Every night, Mama would put me to bed telling me tales of how she and Papa fell in love.

It was the wee hours of the morning and she had set out with her fellow maidens to fetch water at the village stream, she was so engrossed in what they said until her igbá (clay pot) fell as she hit a hard wall, only this “wall” had an handsome face.

It was love at first sight she had said and every night they met under the Irókò tree on the way to the stream.

Under the Irókò tree, he had professed his love for her.
Under the Irókò tree, they had shared the forbidden fruit.
Three full moons after, he took her as his wife and they lived happily ever after…….She said.

But mother never mentioned how she caught father and her best friend under the Irókò tree with lips sealed in a passionate kiss or the night she met Àsàké in father’s bed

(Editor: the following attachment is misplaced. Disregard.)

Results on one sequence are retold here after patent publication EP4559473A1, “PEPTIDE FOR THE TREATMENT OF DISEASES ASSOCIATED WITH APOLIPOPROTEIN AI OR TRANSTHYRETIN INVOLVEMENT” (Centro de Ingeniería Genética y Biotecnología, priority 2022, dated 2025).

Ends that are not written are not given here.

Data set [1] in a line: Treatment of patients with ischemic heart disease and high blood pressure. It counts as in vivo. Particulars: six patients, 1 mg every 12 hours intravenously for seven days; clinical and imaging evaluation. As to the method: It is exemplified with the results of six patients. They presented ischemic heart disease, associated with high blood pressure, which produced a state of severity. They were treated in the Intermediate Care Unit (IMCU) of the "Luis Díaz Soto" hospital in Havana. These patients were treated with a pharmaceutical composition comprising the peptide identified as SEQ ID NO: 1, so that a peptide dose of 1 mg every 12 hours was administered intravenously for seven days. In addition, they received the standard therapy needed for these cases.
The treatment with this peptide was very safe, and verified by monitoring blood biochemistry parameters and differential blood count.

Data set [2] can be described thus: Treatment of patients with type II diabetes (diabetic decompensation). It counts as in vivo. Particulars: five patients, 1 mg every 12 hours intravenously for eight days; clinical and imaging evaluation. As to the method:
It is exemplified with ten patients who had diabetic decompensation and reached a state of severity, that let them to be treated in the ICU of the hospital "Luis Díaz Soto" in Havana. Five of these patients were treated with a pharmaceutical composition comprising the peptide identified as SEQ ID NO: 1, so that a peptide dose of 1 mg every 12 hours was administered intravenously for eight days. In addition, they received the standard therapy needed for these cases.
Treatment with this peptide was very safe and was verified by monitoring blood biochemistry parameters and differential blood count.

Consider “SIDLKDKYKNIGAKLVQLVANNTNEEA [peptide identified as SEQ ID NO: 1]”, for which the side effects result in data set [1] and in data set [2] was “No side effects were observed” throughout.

Mother never told me the story behind the scar that beautifully ran down her eyebrow or the myriads of carefully crafted tattoos that covered her body from the beatings she got from Papa.

It is an evidence of how much papa loved her she would say until father showed her the greatest love of all.

I slowly watched as her life shattered like the igbá on her head when she met father.
The elders says:
” a ki jí lo sí odò ni òwúrò ka pôn èrú ömi wa ilé”.
(He who goes to the stream early do not come home with dirty water)

But Mother came back with the dirtiest water of all

If that is her definition of a happy ever after, then I do not want one.


Love is not an excuse to get battered, get out while you can. The effect is not only in the pain you get from getting beaten but also in the psychological make up of your children.

Say No to domestic violence.

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